SV40 DNA Molecules Which Contain Host Cell DNA
Closed-circular SV40 DNA molecules, in which parts of the viral genome are deleted and replaced by covalently-linked cell DNA (called substituted SV40 DNA) are produced in monkey BS-C-1 cells infected under certain conditions (1,2). The proportions of such substituted molecules in the yield depend upon the multiplicity of infection and the passage history of the inoculum (2). Although substituted SV40 DNA molecules are defective with respect to plaque formation, they nevertheless replicate in cells infected at high multiplicity (3), presumably by complementation with non-substituted virus. The proportion and types of host sequences in the substituted viral genome have been found to vary in different populations. In one population examined, the host sequences comprised as much as 60 percent of the substituted viral genome (4). By hybridization analysis, these host sequences were found to be both of the reiterated and non-reiterated type (4,5). In other populations, the host sequences were almost exclusively of the non-reiterated type (4). We have compared, by homology tests, the host sequences in three independently-derived populations of substituted SV40 DNA molecules (4). Populations A and B were derived by independent sets of high-multiplicity serial passages, starting from the same plaque purified virus stock; population C arose during the serial passage of non-plaque purified virus. No detectable cross-homology was found between the host sequences of populations A and B; on the other hand, population C contained a significant fraction of host sequences which was homologous to those in both the A and B populations. Hence, the host sequences in substituted SV40 cannot represent a random sample of the total sequences present in the mammalian genome. The number of different families of host sequences that can be incorporated into the SV40 genome is clearly limited.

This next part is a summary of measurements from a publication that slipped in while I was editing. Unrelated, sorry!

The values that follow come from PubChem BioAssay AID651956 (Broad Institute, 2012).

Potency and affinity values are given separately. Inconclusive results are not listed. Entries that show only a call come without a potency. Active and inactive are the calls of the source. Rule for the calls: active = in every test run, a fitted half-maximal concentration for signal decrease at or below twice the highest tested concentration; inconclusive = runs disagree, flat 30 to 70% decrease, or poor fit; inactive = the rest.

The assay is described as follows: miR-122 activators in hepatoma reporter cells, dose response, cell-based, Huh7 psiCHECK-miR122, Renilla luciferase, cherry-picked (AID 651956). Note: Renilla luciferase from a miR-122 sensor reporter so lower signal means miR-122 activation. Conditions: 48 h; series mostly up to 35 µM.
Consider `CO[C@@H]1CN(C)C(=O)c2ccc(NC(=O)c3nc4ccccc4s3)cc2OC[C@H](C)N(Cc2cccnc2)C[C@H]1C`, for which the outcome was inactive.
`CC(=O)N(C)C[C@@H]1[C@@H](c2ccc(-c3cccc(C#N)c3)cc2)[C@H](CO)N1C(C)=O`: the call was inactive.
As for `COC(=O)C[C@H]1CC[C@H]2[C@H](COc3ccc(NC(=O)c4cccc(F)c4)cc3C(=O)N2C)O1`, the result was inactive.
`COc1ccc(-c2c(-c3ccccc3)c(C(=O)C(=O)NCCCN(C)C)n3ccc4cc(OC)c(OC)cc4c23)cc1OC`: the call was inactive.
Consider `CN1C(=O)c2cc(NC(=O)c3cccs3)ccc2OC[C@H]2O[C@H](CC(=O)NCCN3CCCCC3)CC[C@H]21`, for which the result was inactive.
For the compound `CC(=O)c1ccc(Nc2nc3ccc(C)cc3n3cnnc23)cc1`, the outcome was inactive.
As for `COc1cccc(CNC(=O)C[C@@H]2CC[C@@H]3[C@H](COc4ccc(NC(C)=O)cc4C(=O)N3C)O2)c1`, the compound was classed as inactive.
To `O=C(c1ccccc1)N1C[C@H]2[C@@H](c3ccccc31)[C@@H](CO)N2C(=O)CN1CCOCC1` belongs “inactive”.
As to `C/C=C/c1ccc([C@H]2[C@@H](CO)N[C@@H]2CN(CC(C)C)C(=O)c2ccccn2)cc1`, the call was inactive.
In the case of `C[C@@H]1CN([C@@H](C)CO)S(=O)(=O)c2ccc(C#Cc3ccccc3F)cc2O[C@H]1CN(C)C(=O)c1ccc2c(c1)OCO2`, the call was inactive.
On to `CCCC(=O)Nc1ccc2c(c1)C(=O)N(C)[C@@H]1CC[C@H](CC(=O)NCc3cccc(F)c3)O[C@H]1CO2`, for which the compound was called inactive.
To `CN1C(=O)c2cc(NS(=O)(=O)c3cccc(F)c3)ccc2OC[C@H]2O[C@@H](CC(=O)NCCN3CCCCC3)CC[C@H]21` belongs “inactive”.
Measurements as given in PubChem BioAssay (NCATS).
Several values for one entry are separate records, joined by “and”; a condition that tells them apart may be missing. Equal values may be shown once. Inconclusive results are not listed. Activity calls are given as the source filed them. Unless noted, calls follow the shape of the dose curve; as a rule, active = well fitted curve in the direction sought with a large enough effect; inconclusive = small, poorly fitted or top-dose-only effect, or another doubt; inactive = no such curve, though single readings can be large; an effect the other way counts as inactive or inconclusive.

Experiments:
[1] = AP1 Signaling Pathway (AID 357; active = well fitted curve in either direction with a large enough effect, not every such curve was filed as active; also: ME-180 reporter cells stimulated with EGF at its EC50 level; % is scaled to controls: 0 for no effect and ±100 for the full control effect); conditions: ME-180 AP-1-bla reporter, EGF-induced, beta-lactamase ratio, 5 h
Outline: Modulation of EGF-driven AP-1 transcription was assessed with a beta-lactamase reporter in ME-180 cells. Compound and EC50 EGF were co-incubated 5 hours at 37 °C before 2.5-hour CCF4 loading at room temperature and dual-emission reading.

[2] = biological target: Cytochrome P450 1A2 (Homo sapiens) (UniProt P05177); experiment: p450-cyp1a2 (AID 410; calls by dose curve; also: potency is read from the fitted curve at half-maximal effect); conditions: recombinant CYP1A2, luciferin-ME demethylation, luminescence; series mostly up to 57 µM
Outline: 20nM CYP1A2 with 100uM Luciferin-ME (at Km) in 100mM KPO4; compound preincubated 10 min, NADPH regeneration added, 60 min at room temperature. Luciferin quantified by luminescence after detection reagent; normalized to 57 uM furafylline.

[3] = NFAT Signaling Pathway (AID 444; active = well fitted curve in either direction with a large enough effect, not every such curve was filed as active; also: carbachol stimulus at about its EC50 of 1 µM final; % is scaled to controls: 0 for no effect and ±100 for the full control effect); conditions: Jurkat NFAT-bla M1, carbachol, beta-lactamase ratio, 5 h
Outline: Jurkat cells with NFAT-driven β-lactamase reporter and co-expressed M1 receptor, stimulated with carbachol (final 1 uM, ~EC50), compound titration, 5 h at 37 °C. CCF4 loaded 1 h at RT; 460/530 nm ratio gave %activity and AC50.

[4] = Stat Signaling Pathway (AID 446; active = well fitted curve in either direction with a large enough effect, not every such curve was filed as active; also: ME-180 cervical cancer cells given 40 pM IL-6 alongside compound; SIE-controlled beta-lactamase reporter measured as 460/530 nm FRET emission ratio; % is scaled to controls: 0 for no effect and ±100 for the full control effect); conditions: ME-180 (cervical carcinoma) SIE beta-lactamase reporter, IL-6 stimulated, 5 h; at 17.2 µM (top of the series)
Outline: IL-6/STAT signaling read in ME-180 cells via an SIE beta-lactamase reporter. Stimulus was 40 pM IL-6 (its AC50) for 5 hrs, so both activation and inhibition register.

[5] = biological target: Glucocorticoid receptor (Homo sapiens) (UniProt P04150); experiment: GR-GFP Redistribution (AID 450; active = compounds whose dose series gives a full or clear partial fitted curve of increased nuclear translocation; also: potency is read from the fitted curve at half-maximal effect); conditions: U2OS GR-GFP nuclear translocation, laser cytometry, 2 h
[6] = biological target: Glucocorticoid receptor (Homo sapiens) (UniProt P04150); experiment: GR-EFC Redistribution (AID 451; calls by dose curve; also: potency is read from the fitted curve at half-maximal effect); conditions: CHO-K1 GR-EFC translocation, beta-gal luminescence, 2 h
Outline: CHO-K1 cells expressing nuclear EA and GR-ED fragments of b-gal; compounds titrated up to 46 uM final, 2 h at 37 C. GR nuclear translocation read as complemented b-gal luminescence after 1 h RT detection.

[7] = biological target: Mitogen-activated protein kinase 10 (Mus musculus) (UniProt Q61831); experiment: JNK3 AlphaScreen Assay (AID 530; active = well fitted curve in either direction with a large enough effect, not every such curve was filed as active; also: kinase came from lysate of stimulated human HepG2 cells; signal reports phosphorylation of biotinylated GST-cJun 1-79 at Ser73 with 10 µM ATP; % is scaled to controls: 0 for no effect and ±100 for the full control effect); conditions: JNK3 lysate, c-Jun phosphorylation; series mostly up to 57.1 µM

KeywordsViral Genome Integration Site Serial Passage High Multiplicity Monkey Cell
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